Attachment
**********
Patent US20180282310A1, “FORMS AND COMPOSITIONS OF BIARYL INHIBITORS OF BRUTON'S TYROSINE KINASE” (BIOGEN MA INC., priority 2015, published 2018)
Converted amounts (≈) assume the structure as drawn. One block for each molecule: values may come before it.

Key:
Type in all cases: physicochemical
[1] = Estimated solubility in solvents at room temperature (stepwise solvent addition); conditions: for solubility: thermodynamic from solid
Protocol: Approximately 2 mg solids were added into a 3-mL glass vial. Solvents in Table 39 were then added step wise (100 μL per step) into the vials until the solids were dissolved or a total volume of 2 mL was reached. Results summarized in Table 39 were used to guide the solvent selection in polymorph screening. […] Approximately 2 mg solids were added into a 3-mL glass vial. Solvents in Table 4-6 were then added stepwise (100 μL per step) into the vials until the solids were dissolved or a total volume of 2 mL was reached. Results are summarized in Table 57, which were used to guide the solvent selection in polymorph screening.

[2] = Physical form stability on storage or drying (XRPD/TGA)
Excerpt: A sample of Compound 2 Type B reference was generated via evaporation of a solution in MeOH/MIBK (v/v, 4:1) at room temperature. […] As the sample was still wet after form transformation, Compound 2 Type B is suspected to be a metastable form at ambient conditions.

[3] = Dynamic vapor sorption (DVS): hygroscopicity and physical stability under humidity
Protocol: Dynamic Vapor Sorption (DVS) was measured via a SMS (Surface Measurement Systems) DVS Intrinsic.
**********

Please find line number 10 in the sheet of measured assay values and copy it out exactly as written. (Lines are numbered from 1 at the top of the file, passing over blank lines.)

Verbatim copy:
Protocol: Dynamic Vapor Sorption (DVS) was measured via a SMS (Surface Measurement Systems) DVS Intrinsic.